The “austerity posturing” among UK politicians is “built on a completely phoney premise”, says M&G’s Mike Riddell on the Bondvigilantes.com blog. In reality, there has barely been any austerity at all.
Comparing the UK’s budget deficit (the amount by which public spending overshoots the tax take) to the deficits of the eurozone and the US shows that fiscal consolidation has been much more pronounced elsewhere.
The Europeans are running a budget deficit of around 3% of GDP, a level seen in 2004/2005, while the Americans have reined in their deficit from 10% of GDP in 2009 to around 3% now. Ours has come back from a frightening 11% to a still-woeful 6%, and has been hovering around that level for the past two years.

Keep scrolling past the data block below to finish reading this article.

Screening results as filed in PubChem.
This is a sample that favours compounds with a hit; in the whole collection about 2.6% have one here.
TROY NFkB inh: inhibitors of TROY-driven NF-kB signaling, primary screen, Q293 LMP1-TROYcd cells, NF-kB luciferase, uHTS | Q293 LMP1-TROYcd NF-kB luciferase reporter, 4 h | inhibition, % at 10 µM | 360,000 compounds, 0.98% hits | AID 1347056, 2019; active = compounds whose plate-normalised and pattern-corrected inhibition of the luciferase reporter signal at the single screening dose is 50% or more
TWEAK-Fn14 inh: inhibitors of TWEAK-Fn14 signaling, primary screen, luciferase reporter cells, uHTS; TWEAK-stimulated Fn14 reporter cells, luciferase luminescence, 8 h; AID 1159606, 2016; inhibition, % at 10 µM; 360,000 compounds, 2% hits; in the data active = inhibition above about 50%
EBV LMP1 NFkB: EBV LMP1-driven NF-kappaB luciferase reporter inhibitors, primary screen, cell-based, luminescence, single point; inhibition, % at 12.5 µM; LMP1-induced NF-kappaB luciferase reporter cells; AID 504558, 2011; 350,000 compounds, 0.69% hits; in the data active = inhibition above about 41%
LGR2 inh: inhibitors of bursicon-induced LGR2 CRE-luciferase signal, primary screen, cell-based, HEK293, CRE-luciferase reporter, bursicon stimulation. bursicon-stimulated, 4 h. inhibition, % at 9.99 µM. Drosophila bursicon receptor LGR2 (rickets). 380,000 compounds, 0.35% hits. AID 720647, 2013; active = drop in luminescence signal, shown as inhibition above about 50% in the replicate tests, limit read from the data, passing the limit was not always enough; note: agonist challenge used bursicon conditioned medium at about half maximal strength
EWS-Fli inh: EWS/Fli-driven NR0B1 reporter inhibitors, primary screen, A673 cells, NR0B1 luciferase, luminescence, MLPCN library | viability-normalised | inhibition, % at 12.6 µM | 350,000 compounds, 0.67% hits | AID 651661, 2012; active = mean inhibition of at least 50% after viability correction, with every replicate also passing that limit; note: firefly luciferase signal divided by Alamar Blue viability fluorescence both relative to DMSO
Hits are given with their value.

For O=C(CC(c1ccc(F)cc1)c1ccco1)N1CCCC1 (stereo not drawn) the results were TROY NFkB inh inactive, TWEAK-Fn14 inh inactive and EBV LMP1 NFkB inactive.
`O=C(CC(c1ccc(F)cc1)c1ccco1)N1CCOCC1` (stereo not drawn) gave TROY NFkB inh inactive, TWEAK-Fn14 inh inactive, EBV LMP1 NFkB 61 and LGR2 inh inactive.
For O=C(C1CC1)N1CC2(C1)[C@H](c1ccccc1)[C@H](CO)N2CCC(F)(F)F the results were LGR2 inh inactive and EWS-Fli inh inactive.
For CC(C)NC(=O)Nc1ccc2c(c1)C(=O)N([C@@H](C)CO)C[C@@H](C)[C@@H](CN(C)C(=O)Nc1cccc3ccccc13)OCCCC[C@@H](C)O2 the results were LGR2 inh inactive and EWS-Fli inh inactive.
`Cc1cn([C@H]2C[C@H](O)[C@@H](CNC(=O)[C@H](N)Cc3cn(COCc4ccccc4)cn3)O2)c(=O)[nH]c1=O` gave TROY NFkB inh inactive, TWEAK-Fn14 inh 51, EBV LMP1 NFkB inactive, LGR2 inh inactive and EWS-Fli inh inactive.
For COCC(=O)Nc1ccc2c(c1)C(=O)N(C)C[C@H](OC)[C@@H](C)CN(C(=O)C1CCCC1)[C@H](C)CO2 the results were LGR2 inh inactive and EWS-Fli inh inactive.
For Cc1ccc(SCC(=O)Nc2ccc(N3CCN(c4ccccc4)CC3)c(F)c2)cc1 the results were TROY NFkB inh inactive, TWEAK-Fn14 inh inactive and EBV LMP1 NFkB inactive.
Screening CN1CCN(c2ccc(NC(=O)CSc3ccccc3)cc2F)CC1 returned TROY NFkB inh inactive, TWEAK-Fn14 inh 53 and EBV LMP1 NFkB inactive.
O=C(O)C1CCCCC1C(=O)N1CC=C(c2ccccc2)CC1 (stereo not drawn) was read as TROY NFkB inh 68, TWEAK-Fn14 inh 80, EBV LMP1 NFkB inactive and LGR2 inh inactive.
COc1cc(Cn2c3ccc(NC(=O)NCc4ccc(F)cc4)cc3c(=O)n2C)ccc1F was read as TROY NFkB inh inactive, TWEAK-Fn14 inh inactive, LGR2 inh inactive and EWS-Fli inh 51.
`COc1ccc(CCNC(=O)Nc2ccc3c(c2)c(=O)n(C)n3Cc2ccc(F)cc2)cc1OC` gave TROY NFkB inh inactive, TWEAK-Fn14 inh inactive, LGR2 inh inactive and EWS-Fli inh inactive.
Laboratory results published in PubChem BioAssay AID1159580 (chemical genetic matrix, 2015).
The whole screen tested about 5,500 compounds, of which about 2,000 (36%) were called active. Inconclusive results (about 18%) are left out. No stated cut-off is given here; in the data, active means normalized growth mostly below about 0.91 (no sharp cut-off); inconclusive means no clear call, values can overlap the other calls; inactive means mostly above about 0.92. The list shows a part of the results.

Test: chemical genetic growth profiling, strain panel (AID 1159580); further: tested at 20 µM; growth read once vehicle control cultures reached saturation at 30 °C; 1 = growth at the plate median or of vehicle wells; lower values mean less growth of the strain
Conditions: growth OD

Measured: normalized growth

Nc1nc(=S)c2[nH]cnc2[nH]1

A key problem is “an addiction to spending”, says Riddell. Overall, government spending has risen gradually for the past eight years. Meanwhile, tax revenue growth has been disappointing, hampered by the slow recovery and weak wage growth.
This year seems unlikely to deliver a sharp improvement. In the first four months of the 2014/2015 fiscal year, the government borrowed 5% more than in 2013. The timetable for eliminating the annual overspend has already slipped.
The first budget surplus since 2001 is now expected in 2018/2019, not 2015/2016, as predicted in 2010, says Emily Cadman in the FT.
What’s more, the rest of the fiscal consolidation is supposed to come mostly from spending cuts, not tax hikes. “Tough choices await whoever wins next year’s election.”